In the 116th Congress, with its new pro-environment leaders, there is an opportunity for much-needed climate action on Capitol Hill. But even after the American people decisively rejected President Trump’s pro-polluter agenda in the 2018 midterm elections, his administration is plowing ahead on policy goals that threaten our environment and our health.
Signaling the Trump administration’s plan to expand offshore drilling, the National Oceanic and Atmospheric Association (NOAA) announced last week that oil companies can now search the Atlantic Ocean for oil and gas deposits using seismic air guns that would “incidentally, but not intentionally, harass marine mammals.” Seismic exploration is dangerous to marine life of all types, from zooplankton to the critically endangered North Atlantic right whale, of which fewer than 500 remain.
Drilling for oil and gas in waters off the Atlantic coast isn’t just dangerous to animals, it’s potentially devastating to the coastal communities that would bear the immense economic damage from accidents and spills off their beaches. Voters firmly rejected offshore drilling in elections in South Carolina and in Florida, two states whose Atlantic coasts are now at risk after NOAA’s announcement.
Trump’s Interior Department under Secretary Ryan Zinke also announced last week it would roll back hard-won protections for the sage grouse, a keystone species with an already declining population. This change would let oil and gas companies explore and develop in habitats across seven states at the direct cost of further endangering an iconic bird species and the ecosystems that rely on them.
Acting EPA Administrator Andrew Wheeler announced last week that they are weakening emissions standards for new coal plants, allowing them to open without also using carbon capture and storage technology. This announcement comes just after a new international report found that carbon dioxide emissions have hit an all-time high this year.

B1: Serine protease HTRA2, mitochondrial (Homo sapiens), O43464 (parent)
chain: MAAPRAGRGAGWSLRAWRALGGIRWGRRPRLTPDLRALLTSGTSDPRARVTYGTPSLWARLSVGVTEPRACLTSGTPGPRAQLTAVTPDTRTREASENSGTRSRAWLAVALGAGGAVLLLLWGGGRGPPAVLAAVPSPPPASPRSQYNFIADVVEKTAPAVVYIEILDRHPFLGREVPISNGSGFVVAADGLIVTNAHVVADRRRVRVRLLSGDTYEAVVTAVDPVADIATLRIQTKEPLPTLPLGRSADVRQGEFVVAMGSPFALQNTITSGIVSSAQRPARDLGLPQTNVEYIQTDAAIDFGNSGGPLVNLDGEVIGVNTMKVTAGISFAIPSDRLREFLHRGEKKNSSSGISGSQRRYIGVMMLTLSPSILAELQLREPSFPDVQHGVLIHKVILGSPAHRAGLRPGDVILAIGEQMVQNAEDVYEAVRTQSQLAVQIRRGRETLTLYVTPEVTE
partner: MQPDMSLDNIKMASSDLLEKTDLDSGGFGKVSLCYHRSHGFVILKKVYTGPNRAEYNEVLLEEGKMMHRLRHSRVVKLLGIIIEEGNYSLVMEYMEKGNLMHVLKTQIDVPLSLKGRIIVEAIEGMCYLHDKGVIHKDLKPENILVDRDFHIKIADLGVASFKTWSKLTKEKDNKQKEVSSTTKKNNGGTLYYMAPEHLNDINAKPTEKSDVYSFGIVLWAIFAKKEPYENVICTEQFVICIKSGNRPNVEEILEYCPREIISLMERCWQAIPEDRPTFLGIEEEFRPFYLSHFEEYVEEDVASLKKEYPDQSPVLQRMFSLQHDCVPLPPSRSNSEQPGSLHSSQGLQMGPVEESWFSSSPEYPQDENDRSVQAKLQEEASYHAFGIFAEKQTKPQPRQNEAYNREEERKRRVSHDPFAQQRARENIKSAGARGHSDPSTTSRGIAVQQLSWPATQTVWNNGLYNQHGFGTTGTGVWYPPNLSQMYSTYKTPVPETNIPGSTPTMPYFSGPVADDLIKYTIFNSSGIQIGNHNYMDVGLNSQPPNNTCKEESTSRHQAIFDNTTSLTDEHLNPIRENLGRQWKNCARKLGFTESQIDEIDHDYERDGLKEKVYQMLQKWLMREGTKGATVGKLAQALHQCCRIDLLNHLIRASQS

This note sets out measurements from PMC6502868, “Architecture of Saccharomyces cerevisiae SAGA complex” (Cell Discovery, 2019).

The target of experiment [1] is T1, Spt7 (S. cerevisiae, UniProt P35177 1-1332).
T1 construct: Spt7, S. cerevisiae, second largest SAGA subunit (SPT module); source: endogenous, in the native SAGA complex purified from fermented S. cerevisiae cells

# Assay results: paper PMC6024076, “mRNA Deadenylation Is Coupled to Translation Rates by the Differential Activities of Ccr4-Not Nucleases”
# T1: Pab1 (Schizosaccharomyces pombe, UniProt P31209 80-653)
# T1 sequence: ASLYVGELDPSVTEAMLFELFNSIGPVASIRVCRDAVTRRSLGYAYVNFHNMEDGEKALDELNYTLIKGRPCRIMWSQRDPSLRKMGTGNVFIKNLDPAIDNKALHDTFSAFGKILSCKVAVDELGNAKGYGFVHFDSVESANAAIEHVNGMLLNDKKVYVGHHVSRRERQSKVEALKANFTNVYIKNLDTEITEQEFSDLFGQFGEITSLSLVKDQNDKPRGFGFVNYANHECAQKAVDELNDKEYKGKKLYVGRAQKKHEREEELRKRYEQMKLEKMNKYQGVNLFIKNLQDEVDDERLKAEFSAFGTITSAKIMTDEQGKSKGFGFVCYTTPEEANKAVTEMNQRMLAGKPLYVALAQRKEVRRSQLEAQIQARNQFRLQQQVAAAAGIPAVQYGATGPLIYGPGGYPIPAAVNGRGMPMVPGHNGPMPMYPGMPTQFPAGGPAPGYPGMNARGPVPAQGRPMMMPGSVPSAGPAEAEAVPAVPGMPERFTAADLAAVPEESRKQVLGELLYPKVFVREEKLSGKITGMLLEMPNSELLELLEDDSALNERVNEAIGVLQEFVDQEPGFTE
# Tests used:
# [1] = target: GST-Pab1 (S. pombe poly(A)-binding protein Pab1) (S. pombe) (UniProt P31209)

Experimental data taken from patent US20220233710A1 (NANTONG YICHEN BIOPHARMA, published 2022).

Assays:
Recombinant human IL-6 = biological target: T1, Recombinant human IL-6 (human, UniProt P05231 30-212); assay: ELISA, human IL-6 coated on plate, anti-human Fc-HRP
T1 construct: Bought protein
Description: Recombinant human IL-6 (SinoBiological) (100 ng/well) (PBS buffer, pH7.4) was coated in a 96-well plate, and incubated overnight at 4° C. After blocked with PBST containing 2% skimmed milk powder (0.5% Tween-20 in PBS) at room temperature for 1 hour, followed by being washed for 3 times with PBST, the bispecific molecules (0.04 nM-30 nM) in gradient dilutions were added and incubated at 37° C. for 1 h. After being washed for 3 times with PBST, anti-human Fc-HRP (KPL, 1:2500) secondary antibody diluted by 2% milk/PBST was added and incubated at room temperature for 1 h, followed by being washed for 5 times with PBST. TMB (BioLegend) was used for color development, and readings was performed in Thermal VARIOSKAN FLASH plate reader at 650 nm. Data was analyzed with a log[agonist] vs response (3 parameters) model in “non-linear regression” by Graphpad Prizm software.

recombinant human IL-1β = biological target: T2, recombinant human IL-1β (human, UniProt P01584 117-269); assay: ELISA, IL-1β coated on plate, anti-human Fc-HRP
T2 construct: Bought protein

The administration’s antagonism toward environmental protection and climate change is also being reflected abroad. Earlier this month, as leaders of the world’s biggest economies met in Argentina for the annual G20 Summit, President Trump was the only leader who refused to affirm his nation’s commitments to the Paris climate agreement. And just this past weekend, the Trump administration joined Saudi Arabia, Russia, and Kuwait in blocking the endorsement of the most recent findings of the Intergovernmental Panel on Climate Change, which warned the world that only a dozen years are left to curb the worst impacts of runaway global warming.
Come January, the House of Representatives will enjoy pro-environment leadership that will be willing and able to hold Trump accountable for his attacks on our oceans, our lands, and our air. Until then, you can keep up the pressure by reaching out to your current representatives and senators in Congress and telling them that they should oppose any last-minute legislation that supports the president’s dangerous anti-environment agenda.